Because parole isn’t there so much for the prisoner as it is for the long term security of society. Here’s a rough recall of the words of Chief Justice Cox from the Supreme Court of Tasmania in 1996. He was talking about my incarceration at the time and was imposing a non-parole period on my twenty-one year sentence.

He said, when the Court hands down a crushing sentence of twenty years there is no expectation that the prisoner will, in fact, serve twenty years. At five years the prisoner has no family that he knows. They’re strangers. At ten years the prisoner is so damaged by the brutality of living in the prison system that they are unable to operate under any other culture – that being a culture of violence, intimidation and force.

He said, the sentence of twenty years is given so that the punishment of ten years can be administered by society for the crime at hand. The next ten years is to take that prisoner and turn them back into a person who can function in society. And that is why we have parole.

So I would point out to the members of current witch hunts around Australia that a system without parole has a far greater social cost and inherent safety danger to individuals. Men would serve ten and twenty year sentences and walk one morning from the hard yards into your shopping mall without a house that night, without money in their hands to buy a meal and without the social conscience to treat you any way other than that found inside Her Majesty’s worst institutions.

Nobody would know where that man lived or slept. Nobody could check his car boot for bodies or guns or drugs. He would not be confined to the State of his conviction. If he felt like sex, as happens in prison, he would take it under the law of the jungle and prey on the weak at his convenience.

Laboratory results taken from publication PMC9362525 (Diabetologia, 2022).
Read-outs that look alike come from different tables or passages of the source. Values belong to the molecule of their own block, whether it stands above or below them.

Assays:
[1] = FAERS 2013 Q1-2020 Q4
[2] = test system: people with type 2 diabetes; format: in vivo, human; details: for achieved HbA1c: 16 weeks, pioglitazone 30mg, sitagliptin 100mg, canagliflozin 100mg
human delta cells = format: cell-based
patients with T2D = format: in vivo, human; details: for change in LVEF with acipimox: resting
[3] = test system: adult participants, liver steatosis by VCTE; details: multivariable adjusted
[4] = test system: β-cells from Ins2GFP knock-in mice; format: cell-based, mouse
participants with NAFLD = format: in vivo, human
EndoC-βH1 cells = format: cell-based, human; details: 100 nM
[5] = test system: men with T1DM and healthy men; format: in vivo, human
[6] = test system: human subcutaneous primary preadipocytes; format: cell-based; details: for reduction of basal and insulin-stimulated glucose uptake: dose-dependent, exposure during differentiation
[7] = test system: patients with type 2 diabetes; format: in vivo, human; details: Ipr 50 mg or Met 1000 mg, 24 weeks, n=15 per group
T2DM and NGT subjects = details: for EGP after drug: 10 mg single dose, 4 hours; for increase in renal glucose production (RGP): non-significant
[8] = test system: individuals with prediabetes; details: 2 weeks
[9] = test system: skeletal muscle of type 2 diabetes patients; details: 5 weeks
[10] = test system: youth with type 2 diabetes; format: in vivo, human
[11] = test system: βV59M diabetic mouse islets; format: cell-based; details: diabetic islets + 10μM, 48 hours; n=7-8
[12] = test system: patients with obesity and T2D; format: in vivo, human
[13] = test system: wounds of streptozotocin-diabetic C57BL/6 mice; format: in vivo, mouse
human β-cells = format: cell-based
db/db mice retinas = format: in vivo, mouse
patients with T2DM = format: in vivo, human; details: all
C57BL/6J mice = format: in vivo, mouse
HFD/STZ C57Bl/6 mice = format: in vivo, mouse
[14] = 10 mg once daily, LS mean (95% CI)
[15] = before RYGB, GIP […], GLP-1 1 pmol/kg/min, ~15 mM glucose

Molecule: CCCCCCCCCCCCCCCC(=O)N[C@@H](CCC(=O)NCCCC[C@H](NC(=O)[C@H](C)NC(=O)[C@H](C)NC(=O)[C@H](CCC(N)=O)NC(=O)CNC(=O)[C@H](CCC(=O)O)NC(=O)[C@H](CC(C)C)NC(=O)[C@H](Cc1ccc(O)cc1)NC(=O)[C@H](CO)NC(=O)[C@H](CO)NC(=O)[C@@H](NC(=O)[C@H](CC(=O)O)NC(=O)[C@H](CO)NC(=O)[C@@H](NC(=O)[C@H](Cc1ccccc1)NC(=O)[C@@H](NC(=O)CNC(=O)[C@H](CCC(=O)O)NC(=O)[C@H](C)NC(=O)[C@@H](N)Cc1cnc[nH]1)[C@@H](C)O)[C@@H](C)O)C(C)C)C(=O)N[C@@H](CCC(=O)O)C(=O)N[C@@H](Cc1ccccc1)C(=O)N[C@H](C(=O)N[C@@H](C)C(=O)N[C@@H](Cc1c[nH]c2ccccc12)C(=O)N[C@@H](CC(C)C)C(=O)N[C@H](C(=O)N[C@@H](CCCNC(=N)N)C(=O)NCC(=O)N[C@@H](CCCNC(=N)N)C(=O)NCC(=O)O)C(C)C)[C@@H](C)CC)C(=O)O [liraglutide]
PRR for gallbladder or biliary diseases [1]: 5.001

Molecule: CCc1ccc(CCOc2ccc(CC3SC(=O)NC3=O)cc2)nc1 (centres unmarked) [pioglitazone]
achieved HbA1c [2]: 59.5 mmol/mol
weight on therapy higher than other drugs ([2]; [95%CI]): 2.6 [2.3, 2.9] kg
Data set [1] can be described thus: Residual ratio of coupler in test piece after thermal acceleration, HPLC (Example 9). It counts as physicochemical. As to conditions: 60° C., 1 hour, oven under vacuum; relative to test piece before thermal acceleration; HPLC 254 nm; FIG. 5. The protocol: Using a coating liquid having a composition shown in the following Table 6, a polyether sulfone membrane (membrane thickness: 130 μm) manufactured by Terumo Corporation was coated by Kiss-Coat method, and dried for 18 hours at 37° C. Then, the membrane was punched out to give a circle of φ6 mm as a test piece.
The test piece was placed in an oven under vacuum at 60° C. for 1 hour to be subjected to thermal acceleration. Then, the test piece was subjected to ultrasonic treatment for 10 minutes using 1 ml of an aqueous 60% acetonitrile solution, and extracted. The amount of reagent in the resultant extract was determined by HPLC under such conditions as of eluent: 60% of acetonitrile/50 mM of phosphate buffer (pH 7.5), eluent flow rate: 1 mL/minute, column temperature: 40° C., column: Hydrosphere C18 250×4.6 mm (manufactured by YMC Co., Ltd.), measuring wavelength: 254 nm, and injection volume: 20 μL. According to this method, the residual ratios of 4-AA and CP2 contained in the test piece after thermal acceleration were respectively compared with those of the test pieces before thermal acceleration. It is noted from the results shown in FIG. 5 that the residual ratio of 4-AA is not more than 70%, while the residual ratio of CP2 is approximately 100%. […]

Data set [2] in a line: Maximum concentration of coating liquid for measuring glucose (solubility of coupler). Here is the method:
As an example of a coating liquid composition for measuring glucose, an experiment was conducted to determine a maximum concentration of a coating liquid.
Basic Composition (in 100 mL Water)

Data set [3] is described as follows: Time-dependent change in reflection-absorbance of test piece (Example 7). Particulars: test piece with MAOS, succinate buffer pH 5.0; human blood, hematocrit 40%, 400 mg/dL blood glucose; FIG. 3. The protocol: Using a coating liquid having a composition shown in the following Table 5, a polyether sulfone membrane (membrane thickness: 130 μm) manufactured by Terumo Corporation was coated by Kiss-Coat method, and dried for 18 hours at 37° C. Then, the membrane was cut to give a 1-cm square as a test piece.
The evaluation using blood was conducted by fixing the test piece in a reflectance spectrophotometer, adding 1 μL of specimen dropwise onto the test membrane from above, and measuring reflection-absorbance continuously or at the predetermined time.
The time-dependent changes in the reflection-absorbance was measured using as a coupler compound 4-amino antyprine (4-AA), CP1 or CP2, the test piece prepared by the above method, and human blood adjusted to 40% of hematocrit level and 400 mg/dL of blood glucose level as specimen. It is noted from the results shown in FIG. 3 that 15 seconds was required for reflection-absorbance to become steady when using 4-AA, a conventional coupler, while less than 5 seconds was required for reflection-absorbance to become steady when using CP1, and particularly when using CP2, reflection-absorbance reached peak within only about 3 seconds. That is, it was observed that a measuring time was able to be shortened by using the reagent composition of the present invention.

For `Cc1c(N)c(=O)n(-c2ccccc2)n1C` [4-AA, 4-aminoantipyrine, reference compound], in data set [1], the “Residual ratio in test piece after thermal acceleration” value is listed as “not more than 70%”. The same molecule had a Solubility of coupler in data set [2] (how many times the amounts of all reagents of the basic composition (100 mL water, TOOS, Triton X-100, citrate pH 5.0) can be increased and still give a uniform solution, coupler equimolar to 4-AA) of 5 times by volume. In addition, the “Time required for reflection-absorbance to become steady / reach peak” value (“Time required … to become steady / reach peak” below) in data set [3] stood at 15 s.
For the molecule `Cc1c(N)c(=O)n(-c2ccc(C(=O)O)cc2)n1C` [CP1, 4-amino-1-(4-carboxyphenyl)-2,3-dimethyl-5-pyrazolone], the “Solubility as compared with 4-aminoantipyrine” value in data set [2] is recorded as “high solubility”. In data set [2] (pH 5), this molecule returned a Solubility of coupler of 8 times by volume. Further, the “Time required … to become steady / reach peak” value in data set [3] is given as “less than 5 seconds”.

It’s perfectly fine that people have opinions about parole but currently they’re not informed opinions.

Parole was never an invention to give prisoners a good behaviour reward – in fact, sociopaths are likely to have perfect behaviour and do every course to get out early. Parole was invented to rectify the damage of having society extract that revenge you called for the last time they offended.

Parole is also the cheaper option for society, regardless of the outliers we see in the headlines. It is cheaper to supervise on the outside and have minimal re-offending than to let everybody out from maximum security without constraint at the end. Less banks are robbed, less murders committed – because of the parole system.

So, before lighting your torch and joining that anti-parole political witch hunt, I hope this information gives you food for thought. Complex real life situations rarely offer simple answers. The way to make better prisoners at the end of incarceration is to demand better prisons from our Government aimed at making them into better people. Currently we call for revenge and punishment; not re-education and personal development.

An even bolder step would be to start employing ex-convicts and change our attitude of excluding them from the workforce. It’s the post-sentence social revenge cycle that underpins their poverty cycle and the expensive revolving door back to prison. Fifty thousand prisoners are released from custody each year in Australia with nearly thirty thousand incarcerated at any given time.

Parole is less expensive and shocking than the Nineteenth Century alternative.

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About the Author

Steven Clark Steven Clark - the stand up guy on this site

My name is Steven Clark (aka nortypig) and I live in Southern Tasmania. I have an MBA (Specialisation) and a Bachelor of Computing from the University of Tasmania. I'm a photographer making pictures with film. A web developer for money. A business consultant for fun. A journalist on paper. Dreams of owning the World. Idea champion. Paradox. Life partner to Megan.